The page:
Anger and rage are driving my entry for this week’s Spoonflower design challenge: chinoiserie (drawn using the 6B sketching Pencil in the Procreate App)🔹 Inspired by a Chinese tile (circa 1700-1724) from the Rijksmuseum and the unforgettable words of Dr. Christine Blasey Ford that were painted outside the doors of the Yale Law School #MeToo #womensreality #ThankYouChristine
What a kick! My pussy-hat-magenta-pink "Girls Just Want to have Fundamental Human Rights" chiffon scarf is in the just-released CMYK issue of Uppercase magazine! The issue is full of the work of many talented people and pulls together so many of my favorite things (the Folly Cove Designers, Josef Albers-inspired weavings, offset lithography, typography, and fabric just to name a few). There's even a story about an innovative new ink derived from car exhaust, that turns pollutants into artistic possibilities (Graviky).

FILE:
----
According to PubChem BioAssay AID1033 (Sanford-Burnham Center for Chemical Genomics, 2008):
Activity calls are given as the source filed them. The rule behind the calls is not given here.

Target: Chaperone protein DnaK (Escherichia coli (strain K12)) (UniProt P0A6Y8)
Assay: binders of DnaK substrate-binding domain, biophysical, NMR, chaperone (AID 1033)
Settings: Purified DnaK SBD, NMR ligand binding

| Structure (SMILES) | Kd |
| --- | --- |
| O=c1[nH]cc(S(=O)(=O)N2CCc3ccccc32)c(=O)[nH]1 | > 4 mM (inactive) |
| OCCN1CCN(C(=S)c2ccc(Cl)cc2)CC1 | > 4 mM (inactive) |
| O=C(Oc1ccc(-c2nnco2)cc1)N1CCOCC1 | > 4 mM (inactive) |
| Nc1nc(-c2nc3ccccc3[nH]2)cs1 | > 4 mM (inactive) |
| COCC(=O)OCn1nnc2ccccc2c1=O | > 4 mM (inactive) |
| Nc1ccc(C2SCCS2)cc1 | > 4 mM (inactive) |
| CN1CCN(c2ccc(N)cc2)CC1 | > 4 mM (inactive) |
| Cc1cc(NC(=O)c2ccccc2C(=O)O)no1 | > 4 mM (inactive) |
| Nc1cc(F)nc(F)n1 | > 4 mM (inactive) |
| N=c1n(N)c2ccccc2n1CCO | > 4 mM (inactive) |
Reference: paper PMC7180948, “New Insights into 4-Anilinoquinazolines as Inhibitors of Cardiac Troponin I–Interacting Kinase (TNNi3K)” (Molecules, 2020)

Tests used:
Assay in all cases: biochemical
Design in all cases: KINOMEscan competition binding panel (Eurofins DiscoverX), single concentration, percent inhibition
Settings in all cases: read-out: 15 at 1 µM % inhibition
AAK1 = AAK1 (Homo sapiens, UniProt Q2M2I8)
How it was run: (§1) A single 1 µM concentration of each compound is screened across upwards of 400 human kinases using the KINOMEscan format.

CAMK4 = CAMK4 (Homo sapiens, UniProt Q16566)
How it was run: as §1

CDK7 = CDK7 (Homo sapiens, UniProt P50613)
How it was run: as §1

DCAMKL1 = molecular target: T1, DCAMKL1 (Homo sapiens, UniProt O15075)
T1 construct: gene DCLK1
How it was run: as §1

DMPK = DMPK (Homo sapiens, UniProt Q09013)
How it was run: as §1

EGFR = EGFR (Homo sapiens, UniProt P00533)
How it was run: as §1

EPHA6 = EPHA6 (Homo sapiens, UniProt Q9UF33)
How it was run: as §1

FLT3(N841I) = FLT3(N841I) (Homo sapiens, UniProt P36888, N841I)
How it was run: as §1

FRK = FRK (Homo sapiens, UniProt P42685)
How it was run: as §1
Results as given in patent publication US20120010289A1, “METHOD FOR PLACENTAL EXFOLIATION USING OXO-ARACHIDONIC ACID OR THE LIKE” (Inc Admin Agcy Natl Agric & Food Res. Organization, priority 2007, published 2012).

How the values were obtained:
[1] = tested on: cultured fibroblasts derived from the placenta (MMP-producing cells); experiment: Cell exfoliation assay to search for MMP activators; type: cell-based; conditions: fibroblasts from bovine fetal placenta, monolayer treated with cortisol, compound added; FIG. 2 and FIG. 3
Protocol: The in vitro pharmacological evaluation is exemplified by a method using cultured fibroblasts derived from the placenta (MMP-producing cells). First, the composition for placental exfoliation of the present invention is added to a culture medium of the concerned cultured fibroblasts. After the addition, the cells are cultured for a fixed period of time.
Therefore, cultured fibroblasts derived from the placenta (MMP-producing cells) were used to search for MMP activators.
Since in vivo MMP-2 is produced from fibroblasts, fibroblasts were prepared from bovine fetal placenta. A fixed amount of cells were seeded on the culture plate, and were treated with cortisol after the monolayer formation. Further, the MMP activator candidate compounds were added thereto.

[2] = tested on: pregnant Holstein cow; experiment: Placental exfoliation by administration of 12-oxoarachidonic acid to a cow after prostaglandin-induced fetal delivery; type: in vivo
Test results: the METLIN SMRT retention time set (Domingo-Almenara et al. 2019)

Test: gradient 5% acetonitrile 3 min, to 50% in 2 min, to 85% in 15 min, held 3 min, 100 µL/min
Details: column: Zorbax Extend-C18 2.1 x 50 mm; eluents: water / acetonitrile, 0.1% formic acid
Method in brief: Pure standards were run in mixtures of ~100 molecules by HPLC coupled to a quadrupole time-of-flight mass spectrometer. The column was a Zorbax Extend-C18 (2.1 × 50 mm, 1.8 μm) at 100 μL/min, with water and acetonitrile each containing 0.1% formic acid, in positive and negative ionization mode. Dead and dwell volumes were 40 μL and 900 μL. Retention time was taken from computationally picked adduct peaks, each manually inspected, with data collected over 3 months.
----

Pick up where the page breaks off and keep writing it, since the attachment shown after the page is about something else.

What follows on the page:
Each page and that eye-catching drawdown cover by Baltimore Print Studios is a delight that leaves me feeling "hi-res"!
This year's Easter rabbit (one of many :->) for the table; cut and stitched from my own felted cloth and new Tile curtains that I designed.
Shop Modern Prayer Flags here.